A move to equivalence

Several Memorandums of Understanding (MoUs) and agreements were signed between France and India recently on French President Emmanuel Macron’s visit. The most important of these was the landmark agreement signed at the ‘Knowledge Summit’ between the two countries on mutual recognition of educational qualifications, the first of its kind. This provides an opportunity for India to refine its policy on higher education by inking such pacts with other countries, thereby seamlessly integrating the Indian student community across the world.

Current policy framework

According to government data, there were an estimated 5 lakh Indian students pursuing degrees in higher education abroad in 2017, mostly in the U.S., the U.K., and the European Union. However, it is ironical that many who are trained at the best universities abroad are unable to share their expertise in Indian universities. This can be principally attributed to the problem of degree recognition.

In the current policy framework, the issue of recognition of academic qualifications is dealt with on a case-by-case basis by the Association of Indian Universities (AIU), which provides Indian students with equivalence certificates based on eligibility requirements and the duration of courses. The agreement with France is the first such MoU where the two countries have reached a consensus despite a difference in the duration of their various academic programmes. This means that even a one-year master’s degree will be recognised here. In the current system, if a person has a postgraduate degree from abroad, an equivalence certificate is essential to pursue a PhD or qualify for a career in academia through the Junior Research Fellowship-National Eligibility Test (JRF-NET). Returnee students from foreign universities need to apply for equivalence certificates, but students who hold one-year degrees from abroad are immediately ousted from the Indian system. In this way, scholars are penalised for studying at world-class institutions in their area of interest in which Indian universities have very little to offer. This ad hoc arrangement for recognition of degrees has discouraged students from pursuing research careers in India. Rather, it precipitates their departure to other global destinations. In other words, this assumes the shape of a state-sponsored colonial policy of brain drain.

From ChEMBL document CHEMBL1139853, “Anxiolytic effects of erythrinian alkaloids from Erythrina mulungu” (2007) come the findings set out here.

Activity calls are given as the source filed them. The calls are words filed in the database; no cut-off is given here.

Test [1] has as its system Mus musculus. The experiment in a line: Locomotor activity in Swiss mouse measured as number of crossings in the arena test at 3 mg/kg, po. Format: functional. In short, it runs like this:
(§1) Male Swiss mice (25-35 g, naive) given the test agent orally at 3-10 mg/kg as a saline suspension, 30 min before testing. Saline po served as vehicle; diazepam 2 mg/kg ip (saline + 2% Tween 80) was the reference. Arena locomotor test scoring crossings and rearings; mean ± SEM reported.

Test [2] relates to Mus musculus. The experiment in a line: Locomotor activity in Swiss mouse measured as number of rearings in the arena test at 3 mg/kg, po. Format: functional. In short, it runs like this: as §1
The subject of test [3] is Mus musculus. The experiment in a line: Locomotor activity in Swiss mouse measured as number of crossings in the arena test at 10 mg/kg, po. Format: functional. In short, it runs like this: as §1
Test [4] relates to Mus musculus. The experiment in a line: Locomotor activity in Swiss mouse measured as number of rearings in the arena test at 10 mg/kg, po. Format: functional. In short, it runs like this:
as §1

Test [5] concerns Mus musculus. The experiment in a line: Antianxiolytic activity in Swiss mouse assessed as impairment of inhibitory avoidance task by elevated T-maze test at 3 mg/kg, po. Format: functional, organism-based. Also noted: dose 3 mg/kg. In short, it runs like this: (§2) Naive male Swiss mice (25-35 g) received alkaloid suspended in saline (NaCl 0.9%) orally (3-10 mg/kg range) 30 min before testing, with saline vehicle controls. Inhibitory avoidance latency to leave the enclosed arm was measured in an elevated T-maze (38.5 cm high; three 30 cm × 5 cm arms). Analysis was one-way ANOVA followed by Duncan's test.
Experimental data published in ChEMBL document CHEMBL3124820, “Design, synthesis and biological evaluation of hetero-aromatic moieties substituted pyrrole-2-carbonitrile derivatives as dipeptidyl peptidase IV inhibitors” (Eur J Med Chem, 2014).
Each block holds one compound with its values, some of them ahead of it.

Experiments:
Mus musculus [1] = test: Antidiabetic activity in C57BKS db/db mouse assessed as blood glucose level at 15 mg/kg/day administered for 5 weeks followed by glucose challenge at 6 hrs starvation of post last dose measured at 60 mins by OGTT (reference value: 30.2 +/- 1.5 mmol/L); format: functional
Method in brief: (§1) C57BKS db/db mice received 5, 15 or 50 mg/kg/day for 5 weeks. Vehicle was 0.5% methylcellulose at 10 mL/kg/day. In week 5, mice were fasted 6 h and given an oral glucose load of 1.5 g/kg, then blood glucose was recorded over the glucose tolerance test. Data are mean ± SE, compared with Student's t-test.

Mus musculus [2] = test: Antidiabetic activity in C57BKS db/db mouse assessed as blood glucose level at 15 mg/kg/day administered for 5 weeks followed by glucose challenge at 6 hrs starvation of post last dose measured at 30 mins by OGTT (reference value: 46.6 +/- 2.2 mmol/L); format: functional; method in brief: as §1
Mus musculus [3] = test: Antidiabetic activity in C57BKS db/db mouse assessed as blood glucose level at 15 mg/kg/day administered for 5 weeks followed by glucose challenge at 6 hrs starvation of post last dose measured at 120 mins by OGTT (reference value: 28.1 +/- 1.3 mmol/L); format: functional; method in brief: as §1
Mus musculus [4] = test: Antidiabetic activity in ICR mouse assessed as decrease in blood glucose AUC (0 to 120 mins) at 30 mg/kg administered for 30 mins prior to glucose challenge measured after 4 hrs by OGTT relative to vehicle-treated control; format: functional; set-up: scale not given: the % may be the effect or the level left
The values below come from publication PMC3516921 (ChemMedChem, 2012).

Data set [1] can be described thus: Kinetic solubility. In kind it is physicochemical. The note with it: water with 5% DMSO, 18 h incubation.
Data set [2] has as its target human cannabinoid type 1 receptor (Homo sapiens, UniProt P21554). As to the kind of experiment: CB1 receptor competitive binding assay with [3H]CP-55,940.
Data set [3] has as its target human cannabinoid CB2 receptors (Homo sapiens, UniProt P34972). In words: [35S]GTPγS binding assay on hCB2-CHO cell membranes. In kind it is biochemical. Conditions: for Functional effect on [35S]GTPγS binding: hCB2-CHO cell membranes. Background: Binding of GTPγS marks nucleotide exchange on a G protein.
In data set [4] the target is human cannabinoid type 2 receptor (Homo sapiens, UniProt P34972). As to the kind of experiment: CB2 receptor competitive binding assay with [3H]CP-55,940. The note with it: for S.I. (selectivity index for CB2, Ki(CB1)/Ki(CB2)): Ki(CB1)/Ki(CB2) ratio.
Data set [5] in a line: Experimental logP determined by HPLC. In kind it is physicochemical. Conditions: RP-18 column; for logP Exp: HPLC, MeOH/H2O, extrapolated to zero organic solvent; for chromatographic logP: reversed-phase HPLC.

Robust policy for higher education

This case-by-case approach in recognising degrees isn’t a robust policy, particularly for improving standards of higher education. Herein lies the importance of countries across the world to move away from diplomatic constraints and maintain an image of exceptionalism when it comes to exchanging and disseminating knowledge. However, dependence on diplomatic mechanisms without a robust policy for recognising degrees would mean that Indian universities will continue to lag behind world standards. The aim of establishing “world-class” institutions in India cannot materialise without first utilising the knowledge and expertise that their own Indian scholars have to offer.

The MoU between France and India means that India is now in the position to hold bilateral talks for degree recognition with other countries too, such as the U.K. with which India shares deep historical ties. According to the latest data furnished by the U.K. Higher Education Statistics Agency, in 2016-17, 16,550 Indian students went to the U.K. for higher studies. Of these, 70-80% went for postgraduate programmes mainly with a one-year duration. Despite such a strong case for mutual recognition, students are left in the lurch. The earlier provision of a six-month bridge course introduced by the United Progressive Alliance (UPA) in 2013 to ensure recognition of one-year master’s degrees from the U.K. has been discontinued by the current government. It’s not just the MA degree, the two-year MPhil courses from some of the best universities are also not recognised as equivalent to even a lower-level master’s degree in India, if the student does not possess a two-year master’s degree before the MPhil. This is despite the fact that some of these degrees have been partially or fully supported by the Indian government with a condition to revert and contribute to their home country.

The bilateral pact with France is a good start that needs to be taken forward.

Shahana Munazir is a policy and legislative aide with M.V. Rajeev Gowda, MP Rajya Sabha

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Printable version | Oct 20, 2021 10:27:35 PM |

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